Climatology, mythology and climythology
From time to time new words and phrases appear in new journals, books
and newspapers. We as common readers interested in the various changes
in climate conditions know what climatology means. It is the science of
knowing aspects of climatic conditions. It is also the subject which
teaches us all about impending climatic disasters like tsunami,
tornadoes and earthslips.
We as common readers are also aware of what mythology means. It is
the subject which teaches or helps us understand what a myth is. A
researcher in the field is known by the term mythologist. But have you
ever heard of a term that goes as climythology? On trying to understand
more about tsunami I had the chance of going through a well written
article on the subject of climythology. First of all I should cite the
source. This is an article written by a folklorist cum communication
researcher David M Ludlum titled The Climythology of America written in
1990. For several reasons I felt that this research article is valid for
all times on knowing how the humans react to their various types of
climatic conditions with special reference to America.
In the first instance the researcher Ludlum outlines how the man from
his earliest stages of development reacted to climates and tried to
prove some of the impending good as well as adverse effects of the same.
He takes a panoramic vision of the man amid the natural climatic
Then he shifts his interest to show the reader how the man at times
begins to be a gradual enemy of the place he lives. This results in some
of the impediments that we encounter from time to time. At the outset
Ludlum says Ďthe intellectual content of climatology had made little
progress from the time of Ptolemy, the Greek astronomer and geographer
of the second century AD to the year 1601, which marked the beginning of
the century of colonization of North America, by the English and the
French. Then he notes that the concept of clima or parallel bands around
the world which shared comparable temperatures and hence weather
conditions, was the generally accepted view of global arrangements.
How is climate connected to the myth? According to Ludlum who gives a
liberal view states that it is more or science fiction linked with the
myth that had given rise to a subject called climythology.
But the term climythology had not been widely used due to the
confusion it could create. But he states that gazing at the sky on the
part of astronomers as well as astrologers around the globe had resulted
in the creation of many a global mythical narrative. During the first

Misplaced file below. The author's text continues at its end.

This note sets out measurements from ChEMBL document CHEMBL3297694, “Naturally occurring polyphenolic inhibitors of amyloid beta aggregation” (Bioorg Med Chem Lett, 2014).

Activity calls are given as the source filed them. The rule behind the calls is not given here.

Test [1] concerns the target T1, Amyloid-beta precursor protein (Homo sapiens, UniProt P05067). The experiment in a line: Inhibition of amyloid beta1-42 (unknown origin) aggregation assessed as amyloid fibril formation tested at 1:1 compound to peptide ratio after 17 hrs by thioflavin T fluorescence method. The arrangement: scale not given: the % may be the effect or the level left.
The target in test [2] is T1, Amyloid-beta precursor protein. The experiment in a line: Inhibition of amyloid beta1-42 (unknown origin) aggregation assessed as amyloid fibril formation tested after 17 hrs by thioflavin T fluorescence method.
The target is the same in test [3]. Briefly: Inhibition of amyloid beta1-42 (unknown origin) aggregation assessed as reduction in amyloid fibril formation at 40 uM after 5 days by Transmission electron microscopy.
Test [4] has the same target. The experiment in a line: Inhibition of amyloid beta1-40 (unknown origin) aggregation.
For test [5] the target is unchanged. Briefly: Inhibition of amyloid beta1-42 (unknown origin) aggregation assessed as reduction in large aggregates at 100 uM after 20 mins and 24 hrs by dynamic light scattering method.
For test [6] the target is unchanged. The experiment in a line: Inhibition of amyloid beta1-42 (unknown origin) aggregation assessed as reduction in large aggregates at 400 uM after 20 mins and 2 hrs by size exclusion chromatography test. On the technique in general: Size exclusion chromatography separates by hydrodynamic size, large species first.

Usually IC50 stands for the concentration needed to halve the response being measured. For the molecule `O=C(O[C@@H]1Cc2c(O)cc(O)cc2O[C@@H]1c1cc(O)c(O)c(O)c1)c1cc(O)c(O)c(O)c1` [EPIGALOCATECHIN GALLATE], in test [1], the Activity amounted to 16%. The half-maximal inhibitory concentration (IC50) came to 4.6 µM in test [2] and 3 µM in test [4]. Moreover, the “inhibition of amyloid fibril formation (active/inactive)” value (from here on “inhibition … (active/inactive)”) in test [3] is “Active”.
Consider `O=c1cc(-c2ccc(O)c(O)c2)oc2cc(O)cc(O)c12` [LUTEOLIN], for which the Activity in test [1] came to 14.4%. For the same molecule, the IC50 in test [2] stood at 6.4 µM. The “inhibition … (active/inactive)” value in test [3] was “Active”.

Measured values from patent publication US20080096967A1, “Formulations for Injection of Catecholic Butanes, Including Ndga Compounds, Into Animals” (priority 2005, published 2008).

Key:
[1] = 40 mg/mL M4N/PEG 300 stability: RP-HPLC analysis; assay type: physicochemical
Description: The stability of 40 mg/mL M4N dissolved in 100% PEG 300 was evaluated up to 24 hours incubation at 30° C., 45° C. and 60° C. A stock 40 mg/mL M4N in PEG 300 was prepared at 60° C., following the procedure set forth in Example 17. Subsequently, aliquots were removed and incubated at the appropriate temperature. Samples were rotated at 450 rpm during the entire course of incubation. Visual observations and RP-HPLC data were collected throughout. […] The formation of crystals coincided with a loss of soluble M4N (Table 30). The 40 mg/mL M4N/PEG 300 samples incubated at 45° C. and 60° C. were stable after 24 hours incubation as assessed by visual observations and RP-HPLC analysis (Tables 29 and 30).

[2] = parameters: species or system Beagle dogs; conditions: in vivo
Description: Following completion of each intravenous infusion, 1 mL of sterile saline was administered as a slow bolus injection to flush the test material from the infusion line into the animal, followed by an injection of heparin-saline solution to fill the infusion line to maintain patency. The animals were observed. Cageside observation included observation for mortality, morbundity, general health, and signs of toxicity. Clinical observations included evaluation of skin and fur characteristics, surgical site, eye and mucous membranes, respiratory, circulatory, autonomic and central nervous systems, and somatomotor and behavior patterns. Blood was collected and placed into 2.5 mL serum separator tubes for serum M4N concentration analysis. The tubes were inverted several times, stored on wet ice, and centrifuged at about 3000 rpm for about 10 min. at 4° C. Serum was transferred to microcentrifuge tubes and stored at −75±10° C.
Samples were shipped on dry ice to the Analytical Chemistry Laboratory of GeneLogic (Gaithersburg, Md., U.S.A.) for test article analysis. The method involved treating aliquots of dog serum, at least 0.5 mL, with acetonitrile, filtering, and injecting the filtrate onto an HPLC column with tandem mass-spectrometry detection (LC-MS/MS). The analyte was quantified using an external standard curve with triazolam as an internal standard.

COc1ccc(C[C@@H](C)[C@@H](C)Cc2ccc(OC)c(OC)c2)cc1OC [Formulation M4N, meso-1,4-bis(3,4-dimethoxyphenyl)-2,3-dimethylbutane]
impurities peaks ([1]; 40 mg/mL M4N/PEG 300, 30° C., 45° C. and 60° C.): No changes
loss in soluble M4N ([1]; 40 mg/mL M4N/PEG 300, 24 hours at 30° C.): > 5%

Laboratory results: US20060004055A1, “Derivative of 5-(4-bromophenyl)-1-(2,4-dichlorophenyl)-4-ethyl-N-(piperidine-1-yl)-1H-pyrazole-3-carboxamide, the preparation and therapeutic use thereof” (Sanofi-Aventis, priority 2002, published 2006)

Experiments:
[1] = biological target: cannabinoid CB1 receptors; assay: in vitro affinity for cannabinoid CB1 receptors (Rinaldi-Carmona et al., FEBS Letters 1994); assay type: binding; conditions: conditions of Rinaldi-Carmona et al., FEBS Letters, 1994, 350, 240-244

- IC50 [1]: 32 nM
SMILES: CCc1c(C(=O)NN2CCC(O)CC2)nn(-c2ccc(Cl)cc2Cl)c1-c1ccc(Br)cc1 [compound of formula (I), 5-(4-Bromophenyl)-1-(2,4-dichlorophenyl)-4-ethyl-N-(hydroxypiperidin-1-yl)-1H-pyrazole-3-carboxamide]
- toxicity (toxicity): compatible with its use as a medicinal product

two centuries of settlement of the American seaboard, a popular
misconception arose about the observed climate. Several questions were
raised. Where were the record snows of yesteryear? Why did we not have
the harsh winters so often mentioned by grandfather and great
grandfather? According to Ludlum many homespun philosophers pondered
these questions and suggested answers.
Though no actual facts were brought forth, most people in colonies
thought those conditions had grown milder and that seasons had changed
with spring coming later and autumn lasting longer. Several research
papers as well as books have appeared on the subject of global warming.
In certain ways they tend to record the voice of the common man who
feels the impact of the climate. Then from there the subject is
developed into the findings on the subject when the skylark roams in the
sky an average villager in our country would say itís going to rain.
A climatologist may say the same from another point of view. An
impending drought is forecast by the appearance of another bird called
Kedetta or Chataka. This bird is in the process of finding water to
drink. The villagers would find time to make prior arrangements to see
that they have a good supply of water restored. According to Ludlum who
has found the links between climatology and mythology, there are rain
myths, desert myths, flood myths and health myths etc. For me it was an
exercise in rediscovery. It looks as if the climythology is connected
with some of the evil actions of humans.
What are they?
Humans dig the earth and makes mines to grab all the earthen wealth
like gems, gold, silver, oil and many more natural pressures. The very
human being though builds a barn of wealth in the material sense is
unaware of his misdeeds of gluttony and plunder. Thus he is responsible
for many an earthslip and avalanche. So should we apply the same to
seabeds, riverbeds and the process of deforestation, which results in
the magnitude of disaster we face from time to time?
Mythology as a subject sprang up long before climatology. Study of
myths around the world help one gauge the intensity to which the
mythmakers take care of the natural surroundings. Robert Graves was one
scholar who collected quite a number of myths of Greece and translated
into English. Studying some of those myths one would observe how the
ancient Greeks tried to preserve the god-given natural environment
leaving the impending disasters. So even if a person disagrees the term
climythology says a lot about the man and his impact on the climatic
conditions for which he is held responsible.
Are we to speculate that when most modern technological approaches
fail to forecast impending disasters, the creative and imaginative
guidelines as underlined in climythology may help supply more food for
thought? In this direction the research work of David M Ludlum is worth